Founded by Adella Prentiss Hughes, The Orchestra performed its inaugural concert in December 1918. By the middle of the century, decades of growth and sustained support had turned the ensemble into one of the most admired around the world.

The past decade has seen an increasing number of young people attending concerts, bringing fresh attention to The Cleveland Orchestra’s legendary sound and committed programming. More recently in 2020, the Orchestra launched several bold digital projects, including the streaming broadcast series In Focus, the podcast On A Personal Note, and its own recording label. A long history of strong community support from across the ensemble’s home region continues to drive the Orchestra forward and has provided remarkable energy and focus throughout the uncertainty of the COVID-19 pandemic. New initiatives for audience growth and community service have been launched in recent years, including new technological infrastructure and capabilities at its home, Severance Music Center, to capture the Orchestra’s unique artistry and the musical achievements of the Welser-Möst and Cleveland Orchestra partnership.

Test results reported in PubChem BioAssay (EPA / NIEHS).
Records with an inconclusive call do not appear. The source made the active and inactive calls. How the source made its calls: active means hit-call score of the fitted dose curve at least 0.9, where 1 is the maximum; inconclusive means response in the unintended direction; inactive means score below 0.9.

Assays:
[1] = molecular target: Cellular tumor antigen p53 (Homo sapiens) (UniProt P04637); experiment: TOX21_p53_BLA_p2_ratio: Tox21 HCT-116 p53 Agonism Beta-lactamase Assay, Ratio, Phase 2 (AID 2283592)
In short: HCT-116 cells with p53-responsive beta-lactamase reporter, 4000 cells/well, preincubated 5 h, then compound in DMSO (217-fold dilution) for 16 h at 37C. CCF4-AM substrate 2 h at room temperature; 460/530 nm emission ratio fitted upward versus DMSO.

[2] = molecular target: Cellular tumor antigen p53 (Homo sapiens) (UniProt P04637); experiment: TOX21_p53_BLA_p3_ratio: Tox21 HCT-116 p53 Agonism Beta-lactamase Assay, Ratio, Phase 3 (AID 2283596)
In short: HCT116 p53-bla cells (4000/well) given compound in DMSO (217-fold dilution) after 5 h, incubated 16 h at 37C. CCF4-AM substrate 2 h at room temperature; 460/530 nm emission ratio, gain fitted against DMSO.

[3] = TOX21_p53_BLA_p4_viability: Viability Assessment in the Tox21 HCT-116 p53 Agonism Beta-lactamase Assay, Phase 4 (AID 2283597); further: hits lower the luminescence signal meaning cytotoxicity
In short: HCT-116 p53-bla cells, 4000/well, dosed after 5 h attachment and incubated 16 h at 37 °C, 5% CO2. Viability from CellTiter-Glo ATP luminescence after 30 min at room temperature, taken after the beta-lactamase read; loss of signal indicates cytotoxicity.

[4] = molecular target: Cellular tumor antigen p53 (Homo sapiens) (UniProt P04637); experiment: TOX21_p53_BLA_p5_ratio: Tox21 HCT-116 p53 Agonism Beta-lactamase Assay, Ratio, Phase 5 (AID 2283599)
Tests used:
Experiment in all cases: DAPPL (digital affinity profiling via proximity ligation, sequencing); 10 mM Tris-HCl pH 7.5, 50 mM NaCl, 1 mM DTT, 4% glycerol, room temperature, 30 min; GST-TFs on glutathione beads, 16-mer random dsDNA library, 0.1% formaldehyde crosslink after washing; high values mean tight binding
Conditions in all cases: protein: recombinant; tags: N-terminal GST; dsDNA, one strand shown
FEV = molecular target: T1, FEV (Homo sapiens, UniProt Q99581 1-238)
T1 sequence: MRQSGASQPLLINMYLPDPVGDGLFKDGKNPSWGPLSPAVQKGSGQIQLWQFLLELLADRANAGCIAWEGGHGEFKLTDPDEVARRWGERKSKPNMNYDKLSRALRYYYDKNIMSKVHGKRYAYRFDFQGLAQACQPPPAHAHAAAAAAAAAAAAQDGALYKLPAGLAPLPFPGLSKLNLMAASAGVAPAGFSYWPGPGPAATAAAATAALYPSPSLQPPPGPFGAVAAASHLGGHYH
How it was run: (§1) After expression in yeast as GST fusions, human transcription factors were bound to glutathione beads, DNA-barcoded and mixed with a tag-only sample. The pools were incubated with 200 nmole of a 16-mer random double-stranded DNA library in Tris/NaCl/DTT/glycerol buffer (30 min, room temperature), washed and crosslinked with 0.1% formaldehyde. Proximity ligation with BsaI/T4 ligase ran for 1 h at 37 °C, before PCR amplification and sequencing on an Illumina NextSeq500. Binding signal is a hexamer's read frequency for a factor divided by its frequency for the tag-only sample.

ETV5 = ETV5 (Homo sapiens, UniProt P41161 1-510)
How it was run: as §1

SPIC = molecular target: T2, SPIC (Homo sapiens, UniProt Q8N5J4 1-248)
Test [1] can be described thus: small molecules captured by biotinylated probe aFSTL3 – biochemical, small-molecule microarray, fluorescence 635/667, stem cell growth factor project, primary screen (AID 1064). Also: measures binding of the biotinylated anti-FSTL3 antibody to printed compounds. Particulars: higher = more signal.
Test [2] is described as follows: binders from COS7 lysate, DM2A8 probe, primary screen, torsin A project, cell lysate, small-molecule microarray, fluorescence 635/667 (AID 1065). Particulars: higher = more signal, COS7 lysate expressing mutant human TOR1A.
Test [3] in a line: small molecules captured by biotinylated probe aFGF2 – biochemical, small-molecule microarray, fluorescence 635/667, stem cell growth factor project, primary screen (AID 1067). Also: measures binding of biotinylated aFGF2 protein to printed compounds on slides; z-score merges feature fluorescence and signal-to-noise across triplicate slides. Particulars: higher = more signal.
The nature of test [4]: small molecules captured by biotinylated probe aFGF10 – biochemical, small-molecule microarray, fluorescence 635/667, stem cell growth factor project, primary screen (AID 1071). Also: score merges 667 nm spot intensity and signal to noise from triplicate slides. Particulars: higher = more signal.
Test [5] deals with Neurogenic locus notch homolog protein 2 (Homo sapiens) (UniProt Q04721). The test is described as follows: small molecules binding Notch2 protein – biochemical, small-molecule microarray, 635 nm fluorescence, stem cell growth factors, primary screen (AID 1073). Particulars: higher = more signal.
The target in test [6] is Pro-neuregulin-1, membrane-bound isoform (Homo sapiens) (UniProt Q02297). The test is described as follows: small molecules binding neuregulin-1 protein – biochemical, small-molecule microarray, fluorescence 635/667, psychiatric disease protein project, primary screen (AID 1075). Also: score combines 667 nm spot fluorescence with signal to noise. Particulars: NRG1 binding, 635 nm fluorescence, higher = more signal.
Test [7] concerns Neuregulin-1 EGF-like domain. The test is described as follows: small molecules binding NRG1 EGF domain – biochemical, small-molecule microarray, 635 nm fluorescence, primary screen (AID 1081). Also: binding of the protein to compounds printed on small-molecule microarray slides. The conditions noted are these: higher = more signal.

The 2022–23 season marks Franz Welser-Möst’s 21st year as music director, a period in which The Cleveland Orchestra earned unprecedented acclaim around the world, including a series of residencies at the Musikverein in Vienna, the first of its kind by an American orchestra. The Orchestra’s 100th season in 2017-18 featured two international tours, concluding with the presentation of Welser-Möst’s Prometheus Project, featuring works by Beethoven, on three continents.